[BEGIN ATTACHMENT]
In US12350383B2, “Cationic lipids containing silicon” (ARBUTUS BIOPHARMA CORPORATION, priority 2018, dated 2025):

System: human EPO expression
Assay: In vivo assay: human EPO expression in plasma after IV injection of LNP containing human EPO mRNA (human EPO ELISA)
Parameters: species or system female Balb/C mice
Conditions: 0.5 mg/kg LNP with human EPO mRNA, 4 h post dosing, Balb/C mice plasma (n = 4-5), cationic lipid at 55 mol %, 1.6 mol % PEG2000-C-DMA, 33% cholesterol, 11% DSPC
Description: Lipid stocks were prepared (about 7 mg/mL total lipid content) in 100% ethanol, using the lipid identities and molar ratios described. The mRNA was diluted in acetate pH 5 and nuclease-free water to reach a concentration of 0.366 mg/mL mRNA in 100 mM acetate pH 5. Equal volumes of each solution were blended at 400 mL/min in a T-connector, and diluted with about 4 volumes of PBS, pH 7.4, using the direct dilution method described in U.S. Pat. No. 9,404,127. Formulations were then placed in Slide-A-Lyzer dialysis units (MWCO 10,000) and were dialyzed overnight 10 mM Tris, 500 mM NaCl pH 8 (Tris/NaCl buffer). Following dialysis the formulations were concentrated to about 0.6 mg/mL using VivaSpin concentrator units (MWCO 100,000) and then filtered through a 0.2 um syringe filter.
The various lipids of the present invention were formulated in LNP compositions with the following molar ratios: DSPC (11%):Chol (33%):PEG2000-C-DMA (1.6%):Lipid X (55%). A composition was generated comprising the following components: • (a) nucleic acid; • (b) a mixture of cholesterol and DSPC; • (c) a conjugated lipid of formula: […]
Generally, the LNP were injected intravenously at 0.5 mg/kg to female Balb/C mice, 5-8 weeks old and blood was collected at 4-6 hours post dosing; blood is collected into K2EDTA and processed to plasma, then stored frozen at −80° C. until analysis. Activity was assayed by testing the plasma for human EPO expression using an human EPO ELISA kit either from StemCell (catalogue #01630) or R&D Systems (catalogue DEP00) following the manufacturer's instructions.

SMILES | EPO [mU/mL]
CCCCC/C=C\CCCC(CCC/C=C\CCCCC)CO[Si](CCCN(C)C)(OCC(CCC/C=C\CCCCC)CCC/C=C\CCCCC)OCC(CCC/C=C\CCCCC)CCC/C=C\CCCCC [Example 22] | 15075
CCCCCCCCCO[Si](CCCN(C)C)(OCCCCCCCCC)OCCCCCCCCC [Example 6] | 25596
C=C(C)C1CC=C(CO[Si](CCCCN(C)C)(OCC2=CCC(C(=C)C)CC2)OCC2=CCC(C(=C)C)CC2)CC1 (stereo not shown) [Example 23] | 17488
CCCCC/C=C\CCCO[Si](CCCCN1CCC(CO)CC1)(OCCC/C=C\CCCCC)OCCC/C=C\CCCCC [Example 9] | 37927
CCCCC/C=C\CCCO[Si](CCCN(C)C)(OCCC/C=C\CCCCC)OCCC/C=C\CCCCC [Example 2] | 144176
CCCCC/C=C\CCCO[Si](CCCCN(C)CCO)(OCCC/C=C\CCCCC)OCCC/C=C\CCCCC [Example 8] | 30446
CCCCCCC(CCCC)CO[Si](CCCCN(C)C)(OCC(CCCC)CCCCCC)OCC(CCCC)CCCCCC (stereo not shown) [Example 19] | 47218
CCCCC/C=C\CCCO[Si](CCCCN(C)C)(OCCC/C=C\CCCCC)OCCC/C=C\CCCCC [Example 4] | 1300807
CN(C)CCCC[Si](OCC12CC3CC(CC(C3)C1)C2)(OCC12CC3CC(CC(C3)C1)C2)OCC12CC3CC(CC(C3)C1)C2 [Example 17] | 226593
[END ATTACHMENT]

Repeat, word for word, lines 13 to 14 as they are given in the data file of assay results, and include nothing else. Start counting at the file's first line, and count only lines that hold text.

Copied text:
CCCCC/C=C\CCCO[Si](CCCCN1CCC(CO)CC1)(OCCC/C=C\CCCCC)OCCC/C=C\CCCCC [Example 9] | 37927
CCCCC/C=C\CCCO[Si](CCCN(C)C)(OCCC/C=C\CCCCC)OCCC/C=C\CCCCC [Example 2] | 144176